Matthew Andrews

Hundreds of "peace tents" will be illuminated to commemorate the ancient Olympic Truce.

A series of luminous encampments spread all over the British coastline will ring in this summer’s Olympic Games and the London 2012 Festival.

Designed by director Deborah Warner in collaboration with actor Fiona Shaw, the massive installation and soundscape, entitled "Peace Camp," will encircle the UK from coast to coast to commemorate the Olympic Truce, the ancient Greek tradition of instituting a ceasefire for the duration of the Games to ensure safe travel and passage of the athletes.

From dusk through dawn, encampments at eight coastal locations – from such historical sites as Mussenden Temple along Ireland’s Coleraine to the 700 year-old ruin of Dunstanburgh castle in England – will hum with the recordings of spoken words and love poems, all while a muted orange glow emanates from the illuminated camping tents. The recordings will intermingle with the natural sounds of the coast, ostensibly "representing a spectrum of traditions and languages across the centuries." The composition of the recordings allows for fragments of the poems to be woven together, inhabiting the same soundscape.

An online version of Peace Camp allows users to record their own readings of the poems, as well as write messages and dedications. Visitors can also listen and download the soundscape, created by Mel Mercier, online for a limited time. The installation will open this Thursday, July 19th, running through the weekend until the last of the lights have been extinguished, just in time for the start of the Games.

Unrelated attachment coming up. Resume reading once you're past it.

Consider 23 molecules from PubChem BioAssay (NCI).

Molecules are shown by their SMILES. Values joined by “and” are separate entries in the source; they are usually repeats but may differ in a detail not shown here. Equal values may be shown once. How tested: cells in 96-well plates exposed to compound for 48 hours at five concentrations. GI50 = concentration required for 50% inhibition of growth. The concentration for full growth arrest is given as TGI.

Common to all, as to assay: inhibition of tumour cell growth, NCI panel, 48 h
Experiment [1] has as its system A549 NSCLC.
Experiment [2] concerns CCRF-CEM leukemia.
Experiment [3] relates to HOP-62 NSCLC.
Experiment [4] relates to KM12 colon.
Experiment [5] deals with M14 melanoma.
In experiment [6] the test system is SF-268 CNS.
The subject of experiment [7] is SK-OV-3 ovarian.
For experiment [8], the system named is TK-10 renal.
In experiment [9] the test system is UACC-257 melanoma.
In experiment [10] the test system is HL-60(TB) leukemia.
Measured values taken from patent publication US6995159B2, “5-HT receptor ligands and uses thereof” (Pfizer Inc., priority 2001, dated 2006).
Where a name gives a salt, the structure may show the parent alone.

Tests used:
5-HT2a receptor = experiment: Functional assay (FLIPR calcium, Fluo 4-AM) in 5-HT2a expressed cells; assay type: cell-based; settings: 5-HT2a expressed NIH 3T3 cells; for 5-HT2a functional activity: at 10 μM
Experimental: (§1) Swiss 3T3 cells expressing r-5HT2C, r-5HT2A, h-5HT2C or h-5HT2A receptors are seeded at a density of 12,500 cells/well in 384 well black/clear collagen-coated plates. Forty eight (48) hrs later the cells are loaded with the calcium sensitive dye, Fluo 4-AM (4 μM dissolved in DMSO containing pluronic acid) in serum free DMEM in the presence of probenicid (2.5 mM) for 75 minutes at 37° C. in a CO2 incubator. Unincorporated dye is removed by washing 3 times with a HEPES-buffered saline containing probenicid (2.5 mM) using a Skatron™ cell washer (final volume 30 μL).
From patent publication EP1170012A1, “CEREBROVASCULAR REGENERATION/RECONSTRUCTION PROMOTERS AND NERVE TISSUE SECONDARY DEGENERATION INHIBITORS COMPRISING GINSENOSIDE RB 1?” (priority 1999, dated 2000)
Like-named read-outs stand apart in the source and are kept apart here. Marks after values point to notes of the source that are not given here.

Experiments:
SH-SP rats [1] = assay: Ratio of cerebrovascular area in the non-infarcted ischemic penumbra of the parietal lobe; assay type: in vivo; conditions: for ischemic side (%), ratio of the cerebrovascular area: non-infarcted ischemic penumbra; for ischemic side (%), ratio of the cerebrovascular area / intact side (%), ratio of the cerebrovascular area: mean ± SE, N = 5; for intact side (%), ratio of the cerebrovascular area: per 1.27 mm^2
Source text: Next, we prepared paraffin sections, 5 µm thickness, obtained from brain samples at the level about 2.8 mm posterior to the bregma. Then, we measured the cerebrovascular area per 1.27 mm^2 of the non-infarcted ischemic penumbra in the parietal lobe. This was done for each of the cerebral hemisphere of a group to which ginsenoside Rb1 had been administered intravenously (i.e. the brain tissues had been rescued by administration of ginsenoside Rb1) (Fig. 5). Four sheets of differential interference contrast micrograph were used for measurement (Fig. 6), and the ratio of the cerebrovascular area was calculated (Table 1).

Photos courtesy of Matthew Andrews.

This post originally appeared on Architizer.

About the Author

Most Popular

  1. POV

    Why the Future Looks Like Pittsburgh

    The city’s rise as a global innovation city reflects decades of investment in emerging technology, a new Brookings report says.

  2. Life

    The History of Sears Predicts Nearly Everything Amazon Is Doing

    One hundred years ago, a retail giant that shipped millions of products by mail moved swiftly into the brick-and-mortar business, changing it forever. Is that happening again?

  3. Life

    Where New York City Is Going Next

    In part two of our interview with Dan Doctoroff, the former deputy mayor of economic development and current CEO of Sidewalk Labs shares his thoughts on zoning, transportation, technology, and President Trump.

  4. Charts

    The Evolution of Urban Planning in 10 Diagrams

    A new exhibit from the San Francisco Planning and Urban Research Association showcases the simple visualizations of complex ideas that have changed how we live.

  5. Homes in Detroit are pictured.
    Equity

    How Housing Intensifies the Racial Wealth Gap

    The wealth of black families lags far behind whites, and housing markets play a key role.